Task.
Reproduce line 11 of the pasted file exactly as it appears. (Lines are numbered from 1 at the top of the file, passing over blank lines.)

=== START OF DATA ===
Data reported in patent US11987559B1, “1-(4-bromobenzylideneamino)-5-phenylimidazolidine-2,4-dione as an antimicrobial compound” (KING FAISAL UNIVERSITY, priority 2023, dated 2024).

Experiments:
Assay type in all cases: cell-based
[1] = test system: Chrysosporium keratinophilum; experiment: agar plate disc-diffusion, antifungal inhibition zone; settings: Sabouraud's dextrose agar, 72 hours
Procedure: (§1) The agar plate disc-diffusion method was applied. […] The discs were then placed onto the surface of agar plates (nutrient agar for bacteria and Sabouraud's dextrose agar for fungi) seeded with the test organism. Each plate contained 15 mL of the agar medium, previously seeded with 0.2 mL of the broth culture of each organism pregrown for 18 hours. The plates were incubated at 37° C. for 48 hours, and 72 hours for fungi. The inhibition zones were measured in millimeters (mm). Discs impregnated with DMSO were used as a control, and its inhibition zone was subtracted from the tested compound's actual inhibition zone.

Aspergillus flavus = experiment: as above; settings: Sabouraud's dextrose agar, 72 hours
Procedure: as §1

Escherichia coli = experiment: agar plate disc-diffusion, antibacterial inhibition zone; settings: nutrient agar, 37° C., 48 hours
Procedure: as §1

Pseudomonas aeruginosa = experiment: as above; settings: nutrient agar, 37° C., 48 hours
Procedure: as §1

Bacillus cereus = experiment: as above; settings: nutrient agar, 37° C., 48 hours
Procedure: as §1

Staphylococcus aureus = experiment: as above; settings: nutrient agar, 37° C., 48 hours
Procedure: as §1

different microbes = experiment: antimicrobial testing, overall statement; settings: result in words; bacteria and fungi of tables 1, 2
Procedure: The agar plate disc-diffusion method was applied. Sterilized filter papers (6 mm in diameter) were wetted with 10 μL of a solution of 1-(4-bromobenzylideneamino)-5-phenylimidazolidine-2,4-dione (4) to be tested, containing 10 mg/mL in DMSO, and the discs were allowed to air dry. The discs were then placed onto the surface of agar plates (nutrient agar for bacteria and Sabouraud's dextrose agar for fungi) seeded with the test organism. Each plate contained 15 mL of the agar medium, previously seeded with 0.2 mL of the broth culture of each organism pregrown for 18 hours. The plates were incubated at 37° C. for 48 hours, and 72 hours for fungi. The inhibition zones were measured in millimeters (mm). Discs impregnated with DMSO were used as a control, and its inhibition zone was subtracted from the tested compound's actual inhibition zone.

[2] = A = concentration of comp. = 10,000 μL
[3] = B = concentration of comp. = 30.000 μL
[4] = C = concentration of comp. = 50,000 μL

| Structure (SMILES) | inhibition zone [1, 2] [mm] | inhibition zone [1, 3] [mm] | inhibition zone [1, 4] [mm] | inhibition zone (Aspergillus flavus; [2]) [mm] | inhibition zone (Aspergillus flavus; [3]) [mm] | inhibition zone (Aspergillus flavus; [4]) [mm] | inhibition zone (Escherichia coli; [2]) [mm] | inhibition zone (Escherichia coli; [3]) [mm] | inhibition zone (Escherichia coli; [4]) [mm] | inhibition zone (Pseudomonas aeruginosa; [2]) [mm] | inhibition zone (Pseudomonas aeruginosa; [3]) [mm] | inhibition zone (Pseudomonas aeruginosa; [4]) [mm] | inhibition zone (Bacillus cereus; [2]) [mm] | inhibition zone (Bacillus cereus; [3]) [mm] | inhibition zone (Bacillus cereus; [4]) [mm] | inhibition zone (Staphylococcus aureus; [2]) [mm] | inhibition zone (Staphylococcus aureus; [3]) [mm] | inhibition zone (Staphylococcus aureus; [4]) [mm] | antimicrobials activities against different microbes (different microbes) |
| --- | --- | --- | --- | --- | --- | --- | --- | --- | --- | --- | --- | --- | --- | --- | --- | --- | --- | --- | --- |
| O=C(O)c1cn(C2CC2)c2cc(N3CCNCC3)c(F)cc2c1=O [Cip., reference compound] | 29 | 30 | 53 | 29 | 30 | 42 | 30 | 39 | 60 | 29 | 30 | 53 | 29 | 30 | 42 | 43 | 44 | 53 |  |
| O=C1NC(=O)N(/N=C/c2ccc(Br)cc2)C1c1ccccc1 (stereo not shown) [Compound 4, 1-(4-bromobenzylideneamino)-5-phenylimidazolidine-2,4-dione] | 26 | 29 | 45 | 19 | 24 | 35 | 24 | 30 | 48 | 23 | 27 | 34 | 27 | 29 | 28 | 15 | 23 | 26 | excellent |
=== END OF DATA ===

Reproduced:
Procedure: as §1